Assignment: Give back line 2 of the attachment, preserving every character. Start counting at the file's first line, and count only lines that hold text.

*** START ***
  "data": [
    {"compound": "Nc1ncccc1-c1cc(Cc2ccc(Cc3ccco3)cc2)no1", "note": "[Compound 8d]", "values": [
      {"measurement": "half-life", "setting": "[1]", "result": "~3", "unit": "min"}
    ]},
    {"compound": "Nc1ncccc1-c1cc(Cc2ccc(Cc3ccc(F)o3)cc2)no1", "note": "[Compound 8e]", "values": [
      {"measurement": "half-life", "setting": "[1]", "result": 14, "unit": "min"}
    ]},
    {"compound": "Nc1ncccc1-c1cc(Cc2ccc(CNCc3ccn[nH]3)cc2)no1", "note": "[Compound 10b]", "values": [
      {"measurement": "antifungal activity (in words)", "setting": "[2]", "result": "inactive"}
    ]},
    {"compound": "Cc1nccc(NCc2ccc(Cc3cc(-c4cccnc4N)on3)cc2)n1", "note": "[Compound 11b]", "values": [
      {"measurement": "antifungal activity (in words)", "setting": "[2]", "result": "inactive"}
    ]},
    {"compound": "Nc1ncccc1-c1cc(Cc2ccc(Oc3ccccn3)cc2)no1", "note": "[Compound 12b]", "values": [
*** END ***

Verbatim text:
    {"compound": "Nc1ncccc1-c1cc(Cc2ccc(Cc3ccco3)cc2)no1", "note": "[Compound 8d]", "values": [